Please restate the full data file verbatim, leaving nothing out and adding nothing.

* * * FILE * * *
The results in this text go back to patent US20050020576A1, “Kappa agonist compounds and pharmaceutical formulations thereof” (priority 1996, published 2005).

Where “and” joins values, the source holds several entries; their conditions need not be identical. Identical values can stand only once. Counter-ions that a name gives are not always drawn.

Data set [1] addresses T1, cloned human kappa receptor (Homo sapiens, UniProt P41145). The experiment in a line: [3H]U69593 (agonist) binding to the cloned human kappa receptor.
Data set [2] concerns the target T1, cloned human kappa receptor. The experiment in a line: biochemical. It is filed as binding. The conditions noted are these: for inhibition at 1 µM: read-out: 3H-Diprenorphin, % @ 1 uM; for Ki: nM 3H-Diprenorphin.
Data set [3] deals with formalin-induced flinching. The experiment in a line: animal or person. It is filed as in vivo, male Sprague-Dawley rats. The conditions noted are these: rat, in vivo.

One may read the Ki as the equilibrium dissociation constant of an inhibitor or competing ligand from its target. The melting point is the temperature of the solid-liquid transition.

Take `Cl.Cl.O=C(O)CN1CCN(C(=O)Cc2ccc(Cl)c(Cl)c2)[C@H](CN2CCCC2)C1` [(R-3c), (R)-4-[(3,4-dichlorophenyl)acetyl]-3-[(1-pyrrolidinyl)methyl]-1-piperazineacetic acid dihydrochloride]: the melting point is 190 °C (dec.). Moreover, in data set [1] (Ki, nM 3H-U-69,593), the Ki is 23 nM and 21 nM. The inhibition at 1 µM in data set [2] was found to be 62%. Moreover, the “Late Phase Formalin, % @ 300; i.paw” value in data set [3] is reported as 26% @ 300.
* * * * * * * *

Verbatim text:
The results in this text go back to patent US20050020576A1, “Kappa agonist compounds and pharmaceutical formulations thereof” (priority 1996, published 2005).

Where “and” joins values, the source holds several entries; their conditions need not be identical. Identical values can stand only once. Counter-ions that a name gives are not always drawn.

Data set [1] addresses T1, cloned human kappa receptor (Homo sapiens, UniProt P41145). The experiment in a line: [3H]U69593 (agonist) binding to the cloned human kappa receptor.
Data set [2] concerns the target T1, cloned human kappa receptor. The experiment in a line: biochemical. It is filed as binding. The conditions noted are these: for inhibition at 1 µM: read-out: 3H-Diprenorphin, % @ 1 uM; for Ki: nM 3H-Diprenorphin.
Data set [3] deals with formalin-induced flinching. The experiment in a line: animal or person. It is filed as in vivo, male Sprague-Dawley rats. The conditions noted are these: rat, in vivo.

One may read the Ki as the equilibrium dissociation constant of an inhibitor or competing ligand from its target. The melting point is the temperature of the solid-liquid transition.

Take `Cl.Cl.O=C(O)CN1CCN(C(=O)Cc2ccc(Cl)c(Cl)c2)[C@H](CN2CCCC2)C1` [(R-3c), (R)-4-[(3,4-dichlorophenyl)acetyl]-3-[(1-pyrrolidinyl)methyl]-1-piperazineacetic acid dihydrochloride]: the melting point is 190 °C (dec.). Moreover, in data set [1] (Ki, nM 3H-U-69,593), the Ki is 23 nM and 21 nM. The inhibition at 1 µM in data set [2] was found to be 62%. Moreover, the “Late Phase Formalin, % @ 300; i.paw” value in data set [3] is reported as 26% @ 300.